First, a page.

Thus, in one recent case, the court found a violation of a customer's right of privacy, and hence personal and advertising injury coverage under a CGL policy, where a vendor had failed to redact customer credit card information from receipts. Creative Hospitality Ventures, Inc. v. United States Liability Ins. Co., 655 F.Supp.2d 1316 (S.D. Fla. 2009), reversed in part, 444 Fed. Appx. 370 (11th Cir. 2011). In another case, the court found that tracking of web site visits by an internet service provider violated customers' right of privacy and hence constituted a personal injury offense, thereby triggering coverage under the policy. Netscape Communications Corp. v. Federal Ins. Co., 343 Fed. Appx. 271 (9th Cir. 2009).
Another source of legal risk would be claims by a company's shareholders against the company's directors and officers for failing to accurately disclose its cybersecurity risks. In this regard, the SEC issued a written guidance on this subject in October, 2011. See http://www.sec.gov/divisions/corpfin/guidance/cfguidance-topic2.htm. The emerging obligation on the part of company's directors and officers to include in its securities filings an assessment of a company's cybersecurity risk means that SEC enforcement actions and shareholder suits (such as those already filed against Target) based on alleged inadequate disclosure in this area will inevitably follow.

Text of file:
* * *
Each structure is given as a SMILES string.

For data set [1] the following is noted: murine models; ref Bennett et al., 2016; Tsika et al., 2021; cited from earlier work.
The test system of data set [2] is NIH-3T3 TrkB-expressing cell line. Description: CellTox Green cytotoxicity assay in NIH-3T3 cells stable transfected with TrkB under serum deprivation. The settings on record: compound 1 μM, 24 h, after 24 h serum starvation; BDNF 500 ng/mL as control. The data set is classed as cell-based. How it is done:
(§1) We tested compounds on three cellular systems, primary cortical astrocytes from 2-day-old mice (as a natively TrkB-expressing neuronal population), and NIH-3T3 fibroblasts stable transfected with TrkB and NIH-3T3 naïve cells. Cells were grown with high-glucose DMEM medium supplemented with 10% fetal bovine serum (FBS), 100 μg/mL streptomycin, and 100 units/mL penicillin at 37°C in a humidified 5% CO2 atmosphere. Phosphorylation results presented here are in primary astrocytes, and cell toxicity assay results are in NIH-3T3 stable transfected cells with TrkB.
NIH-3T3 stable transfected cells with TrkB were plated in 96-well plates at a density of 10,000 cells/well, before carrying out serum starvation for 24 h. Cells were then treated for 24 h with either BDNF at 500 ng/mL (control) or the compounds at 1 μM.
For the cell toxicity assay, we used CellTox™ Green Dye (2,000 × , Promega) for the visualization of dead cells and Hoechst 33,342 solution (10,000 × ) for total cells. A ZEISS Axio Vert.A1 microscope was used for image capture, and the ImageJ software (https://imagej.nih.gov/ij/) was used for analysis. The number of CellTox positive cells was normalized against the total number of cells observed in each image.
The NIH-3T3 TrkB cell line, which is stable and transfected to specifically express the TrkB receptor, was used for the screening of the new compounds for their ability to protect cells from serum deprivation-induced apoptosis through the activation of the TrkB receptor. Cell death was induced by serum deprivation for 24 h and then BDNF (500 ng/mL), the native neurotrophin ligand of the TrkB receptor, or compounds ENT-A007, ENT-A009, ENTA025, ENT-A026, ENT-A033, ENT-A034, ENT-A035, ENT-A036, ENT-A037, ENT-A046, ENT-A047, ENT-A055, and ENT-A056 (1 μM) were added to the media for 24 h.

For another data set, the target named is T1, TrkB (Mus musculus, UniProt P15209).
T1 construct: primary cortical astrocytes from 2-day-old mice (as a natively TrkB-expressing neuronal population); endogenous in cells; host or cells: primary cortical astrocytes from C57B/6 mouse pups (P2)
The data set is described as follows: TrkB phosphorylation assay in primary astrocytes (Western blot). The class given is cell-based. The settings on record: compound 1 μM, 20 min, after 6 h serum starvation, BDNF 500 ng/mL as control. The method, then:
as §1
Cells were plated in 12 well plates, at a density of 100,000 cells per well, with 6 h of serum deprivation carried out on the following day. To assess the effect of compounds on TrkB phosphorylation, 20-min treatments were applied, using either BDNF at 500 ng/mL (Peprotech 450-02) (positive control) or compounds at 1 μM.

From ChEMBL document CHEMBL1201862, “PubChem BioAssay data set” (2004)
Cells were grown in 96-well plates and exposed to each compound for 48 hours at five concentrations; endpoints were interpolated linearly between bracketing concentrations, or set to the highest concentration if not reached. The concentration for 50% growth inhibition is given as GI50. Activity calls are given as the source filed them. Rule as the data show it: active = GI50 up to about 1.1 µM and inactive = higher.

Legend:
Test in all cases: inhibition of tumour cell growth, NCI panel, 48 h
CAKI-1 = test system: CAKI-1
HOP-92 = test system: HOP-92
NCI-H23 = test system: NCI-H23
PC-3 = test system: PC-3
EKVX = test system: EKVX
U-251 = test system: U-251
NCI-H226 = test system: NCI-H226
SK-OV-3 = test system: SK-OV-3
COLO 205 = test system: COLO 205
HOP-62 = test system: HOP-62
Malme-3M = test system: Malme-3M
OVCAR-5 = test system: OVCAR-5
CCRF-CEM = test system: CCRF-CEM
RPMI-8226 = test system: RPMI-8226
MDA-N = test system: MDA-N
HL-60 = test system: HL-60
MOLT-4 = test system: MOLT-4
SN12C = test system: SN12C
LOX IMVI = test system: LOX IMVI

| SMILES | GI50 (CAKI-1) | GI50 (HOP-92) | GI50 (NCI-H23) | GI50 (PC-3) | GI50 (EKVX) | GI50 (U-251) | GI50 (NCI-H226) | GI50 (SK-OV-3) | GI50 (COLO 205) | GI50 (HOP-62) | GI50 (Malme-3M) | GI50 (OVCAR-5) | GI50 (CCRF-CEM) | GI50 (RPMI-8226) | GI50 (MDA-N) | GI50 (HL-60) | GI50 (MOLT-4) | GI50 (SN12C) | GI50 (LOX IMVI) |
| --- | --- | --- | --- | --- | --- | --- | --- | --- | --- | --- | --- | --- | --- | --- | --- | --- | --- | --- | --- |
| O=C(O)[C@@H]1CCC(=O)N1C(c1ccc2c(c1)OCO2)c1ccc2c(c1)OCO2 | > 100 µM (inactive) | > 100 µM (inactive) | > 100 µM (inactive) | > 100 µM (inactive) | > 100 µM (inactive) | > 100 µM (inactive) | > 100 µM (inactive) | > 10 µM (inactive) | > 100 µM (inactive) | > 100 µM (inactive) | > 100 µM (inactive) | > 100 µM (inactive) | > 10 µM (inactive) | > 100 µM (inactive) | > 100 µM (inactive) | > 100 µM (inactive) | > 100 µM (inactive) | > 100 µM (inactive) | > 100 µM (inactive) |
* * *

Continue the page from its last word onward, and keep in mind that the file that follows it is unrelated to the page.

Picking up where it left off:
Where, as in the case of Target Corporation, shareholders bring claims against the company or its directors and officers, Directors and Officers Liability Insurance (so-called D & O insurance) will often come into play. Such a policy might provide coverage for suits against a company arising from a data breach where the policy provides "entity coverage". Where such "entity coverage" is broad, it may encompass liabilities for privacy breaches and cyber risks. Thus, "this type of insurance may be applicable in limited circumstances where an officer or director is sued directly in connection with a privacy breach - perhaps for lack of supervision or personal involvement in dissemination of confidential information". Proskauer on Privacy, § 17:2.3[A] at p. 17-15.
In the event that a company's officers or directors are sued in connection with data breaches, D & O insurance would also apply. As reflected in the recently filed suits against Target's officers and directors, the basic claim is that the company's officers and directors breached their fiduciary duties to the company by failing to take reasonable steps to maintain its customers' personal and financial information or to implement adequate internal controls to detect and prevent such a data breach. Subject to specific policy terms, especially the policy's exclusions, ordinary D & O insurance should provide coverage in such an instance to the company's officers and directors.
While traditional insurance policies are not an adequate substitute for the newer policies that are specifically designed to provide protection against instances of data breach or cyber-fraud, attorneys and insurance professionals should be aware that are circumstances in which such traditional policies may provide unexpected benefits.
Peter S. Selvin is a partner with Los Angeles-based TroyGould, where he specializes in civil litigation and insurance coverage and recovery. Since 2007 he has been listed in Best Lawyers in America® for both Commercial Litigation and Insurance Law.